THE plan is not likely to stand, not now, not for some time anyway.
Cebu City Mayor Tomas Osmeña’s proposal was off-the-cuff, made three days (Jan. 8) after the Dec. 5 fire that destroyed the Metro Ayala building at Ayala Center Cebu in Cebu City.
What he said
What specifically did he say? The mayor was “thinking” of a ban on high-rise buildings, which he defined as more than four stories, until safety standards are strengthened. He worried that while the fire bureau ladders “can reach 18 stories, can they evacuate 13 stories of people?” No, he said.
When two days later (Jan. 10) he said he’d go ahead with the plan, despite suggestions to slow down from business owners and developers, he didn’t flesh it out: no “parameters” and no findings yet on the lessons from the 67-hour Metro Ayala fire. Apparently, it wasn’t well thought out: no panel of experts and affected “stakeholders” vetted his idea.
Failure of mayors
The rush is often the reaction of political leaders to a tragedy: say and do something that make people think they’re acting on the problem.
Past and present mayors must not have done anything substantial to make high-rise buildings safe. Since when has the thought of people trapped in those buildings horrified Tomas, the city mayor of multiple terms?
The problem has been there: as early as when the first high-rise buildings began sprouting (notably, Ludo & Luym, 16 stories, 1968; Marco Polo Plaza, 22 stories, 1979; Waterfront Cebu Hotel, 16 stories, 1998) and in the last decade when they furiously grew in number (99, capped with Horizons 101 Tower, 55 stories, 2015) and almost a hundred more to rise.
Freezing of permit
To be accurate, what Tomas said last Jan. 8 was: “On my own, I’m thinking of putting a ban on high-rise buildings until we can be reasonably assured there are safety standards.” That’s tentative, a mere thought, and doesn’t assume one-person decision-making.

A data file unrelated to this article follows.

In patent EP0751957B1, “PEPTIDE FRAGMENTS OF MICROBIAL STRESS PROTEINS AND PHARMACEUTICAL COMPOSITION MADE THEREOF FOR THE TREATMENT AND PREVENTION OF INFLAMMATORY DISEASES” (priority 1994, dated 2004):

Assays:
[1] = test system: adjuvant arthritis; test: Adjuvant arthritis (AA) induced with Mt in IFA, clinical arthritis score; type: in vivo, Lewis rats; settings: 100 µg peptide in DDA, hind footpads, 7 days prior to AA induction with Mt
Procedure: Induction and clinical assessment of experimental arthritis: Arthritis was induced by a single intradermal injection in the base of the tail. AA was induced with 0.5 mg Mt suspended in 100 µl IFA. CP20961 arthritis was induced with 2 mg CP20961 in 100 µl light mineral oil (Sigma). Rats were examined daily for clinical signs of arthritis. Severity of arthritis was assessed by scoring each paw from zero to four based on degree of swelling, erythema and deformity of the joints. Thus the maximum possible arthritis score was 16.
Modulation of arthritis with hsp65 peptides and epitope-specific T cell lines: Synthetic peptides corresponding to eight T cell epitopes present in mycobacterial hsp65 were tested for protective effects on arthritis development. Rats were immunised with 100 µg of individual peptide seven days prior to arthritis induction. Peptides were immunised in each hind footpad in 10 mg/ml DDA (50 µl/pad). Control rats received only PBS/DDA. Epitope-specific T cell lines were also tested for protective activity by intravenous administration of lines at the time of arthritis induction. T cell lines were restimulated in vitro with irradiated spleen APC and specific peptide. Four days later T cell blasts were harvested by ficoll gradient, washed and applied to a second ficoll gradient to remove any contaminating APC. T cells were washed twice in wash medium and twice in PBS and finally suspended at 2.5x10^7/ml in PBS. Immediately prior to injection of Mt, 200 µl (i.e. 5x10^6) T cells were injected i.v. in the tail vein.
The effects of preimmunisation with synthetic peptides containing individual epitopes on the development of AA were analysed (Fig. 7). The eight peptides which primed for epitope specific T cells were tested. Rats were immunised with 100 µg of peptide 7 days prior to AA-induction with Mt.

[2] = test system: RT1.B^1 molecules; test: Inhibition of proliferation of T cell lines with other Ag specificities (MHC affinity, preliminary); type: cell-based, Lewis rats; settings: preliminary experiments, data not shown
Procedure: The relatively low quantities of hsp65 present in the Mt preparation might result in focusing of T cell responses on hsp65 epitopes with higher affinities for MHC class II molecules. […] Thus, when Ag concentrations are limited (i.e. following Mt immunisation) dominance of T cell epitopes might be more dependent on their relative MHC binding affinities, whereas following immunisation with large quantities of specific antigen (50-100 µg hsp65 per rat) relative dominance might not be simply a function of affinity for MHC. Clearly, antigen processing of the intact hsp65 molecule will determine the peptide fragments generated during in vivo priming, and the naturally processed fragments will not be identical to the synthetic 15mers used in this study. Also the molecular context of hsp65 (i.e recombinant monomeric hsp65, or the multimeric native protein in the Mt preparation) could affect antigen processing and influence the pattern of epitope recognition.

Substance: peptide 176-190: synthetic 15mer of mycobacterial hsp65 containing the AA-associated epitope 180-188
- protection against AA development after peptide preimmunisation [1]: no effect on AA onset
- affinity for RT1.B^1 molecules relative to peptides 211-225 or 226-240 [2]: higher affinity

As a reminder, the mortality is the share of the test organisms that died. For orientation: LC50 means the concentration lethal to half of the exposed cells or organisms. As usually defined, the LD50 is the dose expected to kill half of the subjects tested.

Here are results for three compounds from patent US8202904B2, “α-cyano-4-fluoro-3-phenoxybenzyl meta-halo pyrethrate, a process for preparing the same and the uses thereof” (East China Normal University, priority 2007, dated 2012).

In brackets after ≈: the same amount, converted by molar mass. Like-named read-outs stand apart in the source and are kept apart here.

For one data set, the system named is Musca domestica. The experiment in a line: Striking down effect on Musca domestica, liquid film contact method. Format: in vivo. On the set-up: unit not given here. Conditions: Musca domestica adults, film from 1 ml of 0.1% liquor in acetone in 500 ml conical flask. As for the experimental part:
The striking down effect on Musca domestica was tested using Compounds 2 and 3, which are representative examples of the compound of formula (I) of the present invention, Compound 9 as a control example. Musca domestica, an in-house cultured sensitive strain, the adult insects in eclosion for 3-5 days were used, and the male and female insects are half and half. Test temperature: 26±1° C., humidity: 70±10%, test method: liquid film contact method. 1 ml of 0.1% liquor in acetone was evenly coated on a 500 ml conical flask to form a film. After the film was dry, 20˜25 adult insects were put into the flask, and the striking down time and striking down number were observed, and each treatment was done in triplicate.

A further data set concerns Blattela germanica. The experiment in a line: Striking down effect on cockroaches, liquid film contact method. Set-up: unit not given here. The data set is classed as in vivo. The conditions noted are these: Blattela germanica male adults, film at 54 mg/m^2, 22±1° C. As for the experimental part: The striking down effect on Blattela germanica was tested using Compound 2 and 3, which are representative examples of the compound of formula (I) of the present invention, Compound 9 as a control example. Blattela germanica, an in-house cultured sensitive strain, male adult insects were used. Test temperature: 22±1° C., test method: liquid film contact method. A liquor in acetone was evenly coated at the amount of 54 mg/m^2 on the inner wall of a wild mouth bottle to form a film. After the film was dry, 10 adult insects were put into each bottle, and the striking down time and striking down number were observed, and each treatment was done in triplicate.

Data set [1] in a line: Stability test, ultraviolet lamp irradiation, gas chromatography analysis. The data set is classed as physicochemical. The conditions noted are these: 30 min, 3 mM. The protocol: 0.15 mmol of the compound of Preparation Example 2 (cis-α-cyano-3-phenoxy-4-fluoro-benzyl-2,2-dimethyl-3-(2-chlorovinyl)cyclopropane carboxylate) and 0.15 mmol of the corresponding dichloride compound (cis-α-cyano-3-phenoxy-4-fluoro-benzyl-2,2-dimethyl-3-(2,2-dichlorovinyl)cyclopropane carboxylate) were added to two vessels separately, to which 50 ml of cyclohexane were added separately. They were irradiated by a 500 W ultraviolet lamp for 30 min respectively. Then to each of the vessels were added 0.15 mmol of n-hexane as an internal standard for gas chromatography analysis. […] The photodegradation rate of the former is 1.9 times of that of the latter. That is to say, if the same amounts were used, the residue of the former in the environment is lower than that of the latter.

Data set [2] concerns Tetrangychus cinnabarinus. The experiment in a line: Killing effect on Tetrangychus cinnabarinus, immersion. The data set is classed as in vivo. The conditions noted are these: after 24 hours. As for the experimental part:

Last Jan. 10, however, Tomas said he had ordered the freezing of permit papers for medium and high-rise constructions. No longer just a thought. It’s a move surely gaining traction.
Mayor Tomas could’ve waited for:
■ Hard evidence that banning the high-rise structures, instead of adopting safety standards, would be the only way to assure public safety;
■ Result of the investigation into the Metro Ayala fire that spurred him to push the ban, and inputs from firefighting experts;
■ Opinion of business owners and developers, particularly their specific recommendations on improving safety measures;
■ Findings on consequences of the ban, temporary or permanent, on Cebu’s business and economic growth.
■ Shared decision from the City Council on such a major, far-reaching policy affecting the city.
The freeze would upset if not totally derail business prospects of more than 90 building projects already in various stages: proposed, topped off, or under construction. And it has terrified those who already bought units or otherwise invested money, construction workers who could lose jobs, and allied industries that might close shop.
Not yet an irreversible thing though. The mayor can shelve it as quickly as he brought it out.